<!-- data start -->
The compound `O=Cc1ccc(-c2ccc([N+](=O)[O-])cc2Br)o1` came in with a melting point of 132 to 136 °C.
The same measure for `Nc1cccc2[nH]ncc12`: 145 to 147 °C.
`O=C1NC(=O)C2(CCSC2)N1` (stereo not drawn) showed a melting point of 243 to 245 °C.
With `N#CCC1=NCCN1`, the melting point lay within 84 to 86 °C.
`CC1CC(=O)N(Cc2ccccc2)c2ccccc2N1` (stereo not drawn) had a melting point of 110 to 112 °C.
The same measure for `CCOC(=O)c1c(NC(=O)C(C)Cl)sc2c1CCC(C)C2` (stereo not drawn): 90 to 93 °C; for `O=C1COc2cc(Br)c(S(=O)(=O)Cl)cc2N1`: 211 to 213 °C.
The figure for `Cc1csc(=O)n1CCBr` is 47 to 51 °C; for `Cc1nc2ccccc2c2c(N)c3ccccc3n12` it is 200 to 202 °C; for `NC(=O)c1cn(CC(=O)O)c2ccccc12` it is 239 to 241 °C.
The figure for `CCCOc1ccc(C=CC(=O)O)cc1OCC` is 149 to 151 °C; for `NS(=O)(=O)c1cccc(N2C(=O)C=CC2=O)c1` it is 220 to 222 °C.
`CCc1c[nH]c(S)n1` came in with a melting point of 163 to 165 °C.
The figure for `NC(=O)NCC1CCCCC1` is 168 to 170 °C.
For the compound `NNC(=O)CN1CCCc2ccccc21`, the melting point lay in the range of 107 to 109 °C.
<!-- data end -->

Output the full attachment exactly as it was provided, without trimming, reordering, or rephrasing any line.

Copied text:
The compound `O=Cc1ccc(-c2ccc([N+](=O)[O-])cc2Br)o1` came in with a melting point of 132 to 136 °C.
The same measure for `Nc1cccc2[nH]ncc12`: 145 to 147 °C.
`O=C1NC(=O)C2(CCSC2)N1` (stereo not drawn) showed a melting point of 243 to 245 °C.
With `N#CCC1=NCCN1`, the melting point lay within 84 to 86 °C.
`CC1CC(=O)N(Cc2ccccc2)c2ccccc2N1` (stereo not drawn) had a melting point of 110 to 112 °C.
The same measure for `CCOC(=O)c1c(NC(=O)C(C)Cl)sc2c1CCC(C)C2` (stereo not drawn): 90 to 93 °C; for `O=C1COc2cc(Br)c(S(=O)(=O)Cl)cc2N1`: 211 to 213 °C.
The figure for `Cc1csc(=O)n1CCBr` is 47 to 51 °C; for `Cc1nc2ccccc2c2c(N)c3ccccc3n12` it is 200 to 202 °C; for `NC(=O)c1cn(CC(=O)O)c2ccccc12` it is 239 to 241 °C.
The figure for `CCCOc1ccc(C=CC(=O)O)cc1OCC` is 149 to 151 °C; for `NS(=O)(=O)c1cccc(N2C(=O)C=CC2=O)c1` it is 220 to 222 °C.
`CCc1c[nH]c(S)n1` came in with a melting point of 163 to 165 °C.
The figure for `NC(=O)NCC1CCCCC1` is 168 to 170 °C.
For the compound `NNC(=O)CN1CCCc2ccccc21`, the melting point lay in the range of 107 to 109 °C.